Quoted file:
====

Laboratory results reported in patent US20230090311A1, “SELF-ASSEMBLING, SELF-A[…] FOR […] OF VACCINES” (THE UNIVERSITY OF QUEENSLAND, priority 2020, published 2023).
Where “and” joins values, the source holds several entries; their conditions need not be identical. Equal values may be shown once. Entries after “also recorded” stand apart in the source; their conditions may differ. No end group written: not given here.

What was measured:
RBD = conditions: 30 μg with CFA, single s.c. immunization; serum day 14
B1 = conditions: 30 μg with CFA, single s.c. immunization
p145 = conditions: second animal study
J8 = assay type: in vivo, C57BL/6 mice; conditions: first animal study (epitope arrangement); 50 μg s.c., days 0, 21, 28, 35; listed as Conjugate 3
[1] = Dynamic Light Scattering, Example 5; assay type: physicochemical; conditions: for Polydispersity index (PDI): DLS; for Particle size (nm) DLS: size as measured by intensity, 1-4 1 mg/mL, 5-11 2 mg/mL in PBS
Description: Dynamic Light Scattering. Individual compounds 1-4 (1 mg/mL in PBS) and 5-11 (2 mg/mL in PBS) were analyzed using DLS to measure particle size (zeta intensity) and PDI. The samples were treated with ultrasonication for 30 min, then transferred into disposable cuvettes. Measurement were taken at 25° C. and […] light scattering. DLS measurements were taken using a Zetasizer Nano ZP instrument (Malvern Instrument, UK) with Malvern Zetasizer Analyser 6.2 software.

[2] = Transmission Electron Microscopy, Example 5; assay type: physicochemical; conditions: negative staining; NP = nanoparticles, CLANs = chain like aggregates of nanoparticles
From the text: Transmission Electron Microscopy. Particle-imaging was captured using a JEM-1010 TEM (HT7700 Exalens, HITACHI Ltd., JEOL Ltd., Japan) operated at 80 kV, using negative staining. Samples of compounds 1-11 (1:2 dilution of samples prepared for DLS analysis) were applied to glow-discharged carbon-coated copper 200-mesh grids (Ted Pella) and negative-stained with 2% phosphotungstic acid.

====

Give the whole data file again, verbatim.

Laboratory results reported in patent US20230090311A1, “SELF-ASSEMBLING, SELF-A[…] FOR […] OF VACCINES” (THE UNIVERSITY OF QUEENSLAND, priority 2020, published 2023).
Where “and” joins values, the source holds several entries; their conditions need not be identical. Equal values may be shown once. Entries after “also recorded” stand apart in the source; their conditions may differ. No end group written: not given here.

What was measured:
RBD = conditions: 30 μg with CFA, single s.c. immunization; serum day 14
B1 = conditions: 30 μg with CFA, single s.c. immunization
p145 = conditions: second animal study
J8 = assay type: in vivo, C57BL/6 mice; conditions: first animal study (epitope arrangement); 50 μg s.c., days 0, 21, 28, 35; listed as Conjugate 3
[1] = Dynamic Light Scattering, Example 5; assay type: physicochemical; conditions: for Polydispersity index (PDI): DLS; for Particle size (nm) DLS: size as measured by intensity, 1-4 1 mg/mL, 5-11 2 mg/mL in PBS
Description: Dynamic Light Scattering. Individual compounds 1-4 (1 mg/mL in PBS) and 5-11 (2 mg/mL in PBS) were analyzed using DLS to measure particle size (zeta intensity) and PDI. The samples were treated with ultrasonication for 30 min, then transferred into disposable cuvettes. Measurement were taken at 25° C. and […] light scattering. DLS measurements were taken using a Zetasizer Nano ZP instrument (Malvern Instrument, UK) with Malvern Zetasizer Analyser 6.2 software.

[2] = Transmission Electron Microscopy, Example 5; assay type: physicochemical; conditions: negative staining; NP = nanoparticles, CLANs = chain like aggregates of nanoparticles
From the text: Transmission Electron Microscopy. Particle-imaging was captured using a JEM-1010 TEM (HT7700 Exalens, HITACHI Ltd., JEOL Ltd., Japan) operated at 80 kV, using negative staining. Samples of compounds 1-11 (1:2 dilution of samples prepared for DLS analysis) were applied to glow-discharged carbon-coated copper 200-mesh grids (Ted Pella) and negative-stained with 2% phosphotungstic acid.